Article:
InTheLoop | 11.10.2014
Computational Research Division Reorganized for Strategic Alignment & Clarity
Computational Research Division Director David Brown last week announced a reorganization of the Computational Research Division at the October CRD All-Hands meeting, creating four new departments aligned with CRD’s strategic directions. Three of the four departments recognize the Laboratory’s significant strengths in applied mathematics, computer science and data science and technology research. A fourth Department, Computational Science, reflects the increasing emphasis of high performance computing in scientific discovery, and the strong computational research efforts within CRD in a number of important scientific areas.
Brown also called out the new Center for Advanced Mathematics for Energy Research Applications (CAMERA), directed by James Sethian. CAMERA is an integrated, cross disciplinary center aimed at inventing, developing the fundamental new mathematics required to capitalize on experimental investigations at DOE Scientific User Facilities. »Read more.
Fourth International Workshop on Network-Aware Data Management at SC14
NDM'14: the 4th International Workshop on Network-aware Data Management, will be held Sunday, Nov. 16, in conjunction with the SC14 conference in New Orleans. The workshop will be held from 1:30-5:30 p.m. in room 274 of the Ernest N. Morial Convention Center.
The workshop, co-organized by Surendra Byna and Brian Tierney of Lawrence Berkeley National Laboratory and Mehmet Balman of VMware, Inc., who is also affiliated with Berkeley Lab, will feature keynote talks and technical presentations. »Read more.
This Week's CS Seminars
Visual Analytic Methods for Larger Volume of Scientific Imaged Datasets
Monday, Nov. 10, 10–11 a.m., Bldg. 50F, Room 1647
Chiwoo Park, Florida State University
Notable improvements in the temporal and spatial resolution of dynamic transmission electron microscopy allow atomic-scale observations of rapidly changing dynamic processes at high frame rate, such as electrolyte breakdown and dendrite growth in Li-ion batteries, metal organic framework formation for hydrogen gas storage of a hydrogen-powered vehicle, and protein folding. However, due to the lack of a big data analysis method for handling a few terabytes or petabytes of high frame rate data, the high frame rate microscopic observations have not been fully exploited for fundamental scientific studies. In this talk we present our new big data framework to automate the analysis of the high frame rate microscope data, which is composing of fast image segmentation algorithms and a large-scale data association solver. We will illustrate the use of the framework for analyzing nanoparticle self-assembly processes.
Applied Mathematics: A Constraint–based Formulation for Freely Moving Immersed Solid Bodies in Fluids
Wednesday, Nov. 12, 3:30–4:30 p.m., 939 Evan Halls, UC Berkeley
Neelesh Patankar, Northwestern University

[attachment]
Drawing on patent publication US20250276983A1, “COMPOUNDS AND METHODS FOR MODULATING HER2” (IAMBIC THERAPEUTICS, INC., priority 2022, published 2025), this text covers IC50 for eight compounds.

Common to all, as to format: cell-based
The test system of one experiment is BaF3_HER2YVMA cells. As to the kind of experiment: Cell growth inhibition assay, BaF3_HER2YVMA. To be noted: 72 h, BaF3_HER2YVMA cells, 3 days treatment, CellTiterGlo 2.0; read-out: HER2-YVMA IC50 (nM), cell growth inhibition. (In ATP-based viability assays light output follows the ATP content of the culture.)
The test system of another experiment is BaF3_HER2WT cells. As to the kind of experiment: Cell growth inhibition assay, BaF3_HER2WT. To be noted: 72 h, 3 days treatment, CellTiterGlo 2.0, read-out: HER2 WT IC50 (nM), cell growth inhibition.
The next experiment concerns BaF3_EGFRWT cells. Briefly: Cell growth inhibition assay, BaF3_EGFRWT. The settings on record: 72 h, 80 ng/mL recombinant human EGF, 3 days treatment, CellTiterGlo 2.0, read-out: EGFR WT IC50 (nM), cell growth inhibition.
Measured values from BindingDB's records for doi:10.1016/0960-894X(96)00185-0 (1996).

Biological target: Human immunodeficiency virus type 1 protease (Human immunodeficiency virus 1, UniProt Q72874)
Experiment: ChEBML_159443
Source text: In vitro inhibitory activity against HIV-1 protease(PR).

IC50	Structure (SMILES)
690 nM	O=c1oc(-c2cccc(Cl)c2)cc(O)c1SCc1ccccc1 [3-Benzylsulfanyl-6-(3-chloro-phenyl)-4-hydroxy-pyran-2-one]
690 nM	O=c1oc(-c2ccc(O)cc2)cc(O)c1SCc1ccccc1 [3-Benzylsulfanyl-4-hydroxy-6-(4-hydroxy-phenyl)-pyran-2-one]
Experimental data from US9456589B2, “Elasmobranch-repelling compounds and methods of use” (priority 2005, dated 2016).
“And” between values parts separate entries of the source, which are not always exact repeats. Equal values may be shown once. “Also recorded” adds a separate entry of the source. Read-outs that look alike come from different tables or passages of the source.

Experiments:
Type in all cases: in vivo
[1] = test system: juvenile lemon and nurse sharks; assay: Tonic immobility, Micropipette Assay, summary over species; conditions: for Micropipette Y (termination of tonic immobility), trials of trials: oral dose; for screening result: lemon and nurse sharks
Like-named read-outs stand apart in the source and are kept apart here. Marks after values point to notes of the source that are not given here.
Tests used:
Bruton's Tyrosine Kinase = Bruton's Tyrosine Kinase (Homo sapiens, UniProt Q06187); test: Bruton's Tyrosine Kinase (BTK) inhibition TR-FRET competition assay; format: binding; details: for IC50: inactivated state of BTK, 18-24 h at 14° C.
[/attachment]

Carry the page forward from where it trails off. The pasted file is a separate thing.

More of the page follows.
Numerical simulation of moving immersed solid bodies in fluids is now practiced routinely. A variety of variants of these approaches have been published, most of which rely on using a background mesh for the fluid equations and tracking the body using Lagrangian points. In this talk, generalized constraint–based governing equations will be presented that provide a unified framework for various immersed body techniques. The key idea that is common to these methods is to assume that the entire fluid–body domain is a “fluid” and then to constrain the body domain to move in accordance with its governing equations. The immersed solid body can be rigid or deforming. The governing equations are developed so that they are independent of the nature of temporal or spatial discretization schemes. Specific choices of time stepping and spatial discretization then lead to techniques developed in prior literature ranging from freely moving rigid to elastic self-propelling bodies. To simulate Brownian systems, thermal fluctuations can be included in the fluid equations via additional random stress terms. Solving the fluctuating hydrodynamic equations coupled with the immersed body results in the Brownian motion of that body. The constraint–based formulation leads to fractional time stepping algorithms à la Chorin–type schemes that are suitable for fast computations of rigid or self-propelling bodies whose deformation kinematics are known. Application of this technique to interrogate aquatic locomotion to eventually enable an understanding of neural control of movement will be briefly summarized.
Link of the Week: Can Scientists Tweet Their Way to Success?
Researchers from the University of Wisconsin-Madison last week published a paper that found a correlation between professional social media exposure of scientists' work and a higher "h-index," a measure of the quality of a researcher’s work and influence. This study was limited to a small sample of university-based nano scientists, but the paper's authors say it opens the door to further inquiry. »Read more.